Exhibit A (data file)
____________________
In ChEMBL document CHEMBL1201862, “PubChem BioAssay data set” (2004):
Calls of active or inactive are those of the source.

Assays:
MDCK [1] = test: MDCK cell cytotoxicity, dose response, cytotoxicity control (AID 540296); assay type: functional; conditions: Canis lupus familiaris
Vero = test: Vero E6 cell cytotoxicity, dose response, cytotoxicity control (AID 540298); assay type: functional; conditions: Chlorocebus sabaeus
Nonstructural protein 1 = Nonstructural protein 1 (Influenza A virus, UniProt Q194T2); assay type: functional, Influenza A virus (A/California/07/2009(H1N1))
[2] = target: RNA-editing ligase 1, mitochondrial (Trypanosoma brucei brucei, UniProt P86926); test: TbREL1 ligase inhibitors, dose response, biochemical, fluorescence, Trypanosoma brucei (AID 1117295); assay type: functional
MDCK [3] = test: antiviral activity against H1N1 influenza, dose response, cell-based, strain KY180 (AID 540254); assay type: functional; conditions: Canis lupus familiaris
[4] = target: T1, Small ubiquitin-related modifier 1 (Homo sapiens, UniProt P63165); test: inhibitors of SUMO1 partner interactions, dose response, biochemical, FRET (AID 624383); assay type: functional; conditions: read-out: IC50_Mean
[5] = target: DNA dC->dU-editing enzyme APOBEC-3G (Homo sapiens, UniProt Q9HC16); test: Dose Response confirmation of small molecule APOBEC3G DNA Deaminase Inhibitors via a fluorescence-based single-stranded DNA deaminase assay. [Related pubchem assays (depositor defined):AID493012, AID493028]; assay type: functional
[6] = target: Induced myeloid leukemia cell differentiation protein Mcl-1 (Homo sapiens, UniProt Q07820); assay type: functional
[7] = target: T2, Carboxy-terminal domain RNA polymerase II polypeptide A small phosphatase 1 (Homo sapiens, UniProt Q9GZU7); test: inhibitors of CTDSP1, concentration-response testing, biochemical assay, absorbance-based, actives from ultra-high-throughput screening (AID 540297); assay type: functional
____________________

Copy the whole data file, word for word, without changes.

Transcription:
In ChEMBL document CHEMBL1201862, “PubChem BioAssay data set” (2004):
Calls of active or inactive are those of the source.

Assays:
MDCK [1] = test: MDCK cell cytotoxicity, dose response, cytotoxicity control (AID 540296); assay type: functional; conditions: Canis lupus familiaris
Vero = test: Vero E6 cell cytotoxicity, dose response, cytotoxicity control (AID 540298); assay type: functional; conditions: Chlorocebus sabaeus
Nonstructural protein 1 = Nonstructural protein 1 (Influenza A virus, UniProt Q194T2); assay type: functional, Influenza A virus (A/California/07/2009(H1N1))
[2] = target: RNA-editing ligase 1, mitochondrial (Trypanosoma brucei brucei, UniProt P86926); test: TbREL1 ligase inhibitors, dose response, biochemical, fluorescence, Trypanosoma brucei (AID 1117295); assay type: functional
MDCK [3] = test: antiviral activity against H1N1 influenza, dose response, cell-based, strain KY180 (AID 540254); assay type: functional; conditions: Canis lupus familiaris
[4] = target: T1, Small ubiquitin-related modifier 1 (Homo sapiens, UniProt P63165); test: inhibitors of SUMO1 partner interactions, dose response, biochemical, FRET (AID 624383); assay type: functional; conditions: read-out: IC50_Mean
[5] = target: DNA dC->dU-editing enzyme APOBEC-3G (Homo sapiens, UniProt Q9HC16); test: Dose Response confirmation of small molecule APOBEC3G DNA Deaminase Inhibitors via a fluorescence-based single-stranded DNA deaminase assay. [Related pubchem assays (depositor defined):AID493012, AID493028]; assay type: functional
[6] = target: Induced myeloid leukemia cell differentiation protein Mcl-1 (Homo sapiens, UniProt Q07820); assay type: functional
[7] = target: T2, Carboxy-terminal domain RNA polymerase II polypeptide A small phosphatase 1 (Homo sapiens, UniProt Q9GZU7); test: inhibitors of CTDSP1, concentration-response testing, biochemical assay, absorbance-based, actives from ultra-high-throughput screening (AID 540297); assay type: functional